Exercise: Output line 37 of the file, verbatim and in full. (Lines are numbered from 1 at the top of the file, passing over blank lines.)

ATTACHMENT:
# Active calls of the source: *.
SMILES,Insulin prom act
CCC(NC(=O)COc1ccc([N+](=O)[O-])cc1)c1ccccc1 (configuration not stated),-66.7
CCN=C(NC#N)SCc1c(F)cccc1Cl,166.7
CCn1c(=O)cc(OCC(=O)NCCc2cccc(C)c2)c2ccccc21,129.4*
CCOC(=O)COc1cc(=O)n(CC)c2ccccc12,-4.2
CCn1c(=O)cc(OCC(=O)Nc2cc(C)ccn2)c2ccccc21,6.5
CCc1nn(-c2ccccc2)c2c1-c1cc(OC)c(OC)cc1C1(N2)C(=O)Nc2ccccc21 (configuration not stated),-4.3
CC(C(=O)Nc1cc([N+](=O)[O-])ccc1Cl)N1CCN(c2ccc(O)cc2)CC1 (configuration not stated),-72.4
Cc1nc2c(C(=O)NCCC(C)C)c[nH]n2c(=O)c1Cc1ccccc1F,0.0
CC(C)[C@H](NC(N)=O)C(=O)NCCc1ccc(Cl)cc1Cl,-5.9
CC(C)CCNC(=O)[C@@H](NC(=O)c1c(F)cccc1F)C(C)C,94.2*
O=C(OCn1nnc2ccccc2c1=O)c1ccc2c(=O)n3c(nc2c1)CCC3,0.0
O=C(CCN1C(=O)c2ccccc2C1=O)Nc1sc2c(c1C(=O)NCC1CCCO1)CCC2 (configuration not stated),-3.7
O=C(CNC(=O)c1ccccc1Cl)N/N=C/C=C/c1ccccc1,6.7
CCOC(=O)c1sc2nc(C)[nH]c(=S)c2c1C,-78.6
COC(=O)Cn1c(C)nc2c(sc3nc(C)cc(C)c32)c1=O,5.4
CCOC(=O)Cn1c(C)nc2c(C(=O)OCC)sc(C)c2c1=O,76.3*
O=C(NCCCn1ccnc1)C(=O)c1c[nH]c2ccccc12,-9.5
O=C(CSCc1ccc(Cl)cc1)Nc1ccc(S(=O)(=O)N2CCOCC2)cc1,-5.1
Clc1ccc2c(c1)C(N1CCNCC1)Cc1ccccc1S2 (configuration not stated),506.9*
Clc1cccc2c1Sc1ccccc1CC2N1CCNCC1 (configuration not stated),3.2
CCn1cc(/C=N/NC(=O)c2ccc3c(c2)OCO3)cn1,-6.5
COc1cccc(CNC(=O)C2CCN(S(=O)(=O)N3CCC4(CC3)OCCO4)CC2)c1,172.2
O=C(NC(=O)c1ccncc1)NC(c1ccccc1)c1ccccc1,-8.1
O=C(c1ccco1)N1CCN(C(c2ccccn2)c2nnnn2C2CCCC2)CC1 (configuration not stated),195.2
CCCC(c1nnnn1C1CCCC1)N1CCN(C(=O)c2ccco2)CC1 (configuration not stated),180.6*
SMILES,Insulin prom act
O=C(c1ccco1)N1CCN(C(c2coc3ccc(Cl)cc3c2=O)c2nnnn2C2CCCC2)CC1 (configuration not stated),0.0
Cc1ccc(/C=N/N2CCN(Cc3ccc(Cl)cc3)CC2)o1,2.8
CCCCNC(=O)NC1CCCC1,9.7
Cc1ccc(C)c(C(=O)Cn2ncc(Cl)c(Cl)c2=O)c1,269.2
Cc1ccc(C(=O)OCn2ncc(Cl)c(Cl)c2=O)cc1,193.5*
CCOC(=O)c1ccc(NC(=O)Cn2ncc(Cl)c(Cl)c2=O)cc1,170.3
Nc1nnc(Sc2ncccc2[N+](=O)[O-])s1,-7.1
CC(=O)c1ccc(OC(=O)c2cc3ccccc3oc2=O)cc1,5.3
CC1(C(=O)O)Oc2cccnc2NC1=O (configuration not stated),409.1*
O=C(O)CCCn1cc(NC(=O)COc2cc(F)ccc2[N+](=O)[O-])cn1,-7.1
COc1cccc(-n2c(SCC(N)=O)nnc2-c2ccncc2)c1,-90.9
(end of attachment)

CC1(C(=O)O)Oc2cccnc2NC1=O (configuration not stated),409.1*